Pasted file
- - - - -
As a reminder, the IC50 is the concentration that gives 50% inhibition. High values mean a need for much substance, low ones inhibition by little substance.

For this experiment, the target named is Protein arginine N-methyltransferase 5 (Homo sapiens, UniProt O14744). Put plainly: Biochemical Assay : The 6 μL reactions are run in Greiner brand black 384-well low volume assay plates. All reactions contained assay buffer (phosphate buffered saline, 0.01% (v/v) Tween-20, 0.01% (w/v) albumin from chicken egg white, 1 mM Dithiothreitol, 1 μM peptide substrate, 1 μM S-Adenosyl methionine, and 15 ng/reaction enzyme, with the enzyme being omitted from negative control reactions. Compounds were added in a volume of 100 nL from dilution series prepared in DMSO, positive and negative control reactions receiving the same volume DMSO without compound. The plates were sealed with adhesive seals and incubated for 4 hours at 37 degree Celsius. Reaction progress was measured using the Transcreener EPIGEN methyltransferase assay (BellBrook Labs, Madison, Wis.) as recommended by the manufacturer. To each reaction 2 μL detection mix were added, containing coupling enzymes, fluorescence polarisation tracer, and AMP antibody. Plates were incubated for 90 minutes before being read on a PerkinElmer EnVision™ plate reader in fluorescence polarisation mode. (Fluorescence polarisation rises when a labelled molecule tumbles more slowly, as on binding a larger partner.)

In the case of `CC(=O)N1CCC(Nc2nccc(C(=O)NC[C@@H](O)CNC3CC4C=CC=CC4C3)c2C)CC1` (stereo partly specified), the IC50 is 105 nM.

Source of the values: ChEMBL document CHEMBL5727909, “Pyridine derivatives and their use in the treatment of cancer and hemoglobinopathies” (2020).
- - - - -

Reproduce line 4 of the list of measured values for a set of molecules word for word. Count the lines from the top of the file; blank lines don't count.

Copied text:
Source of the values: ChEMBL document CHEMBL5727909, “Pyridine derivatives and their use in the treatment of cancer and hemoglobinopathies” (2020).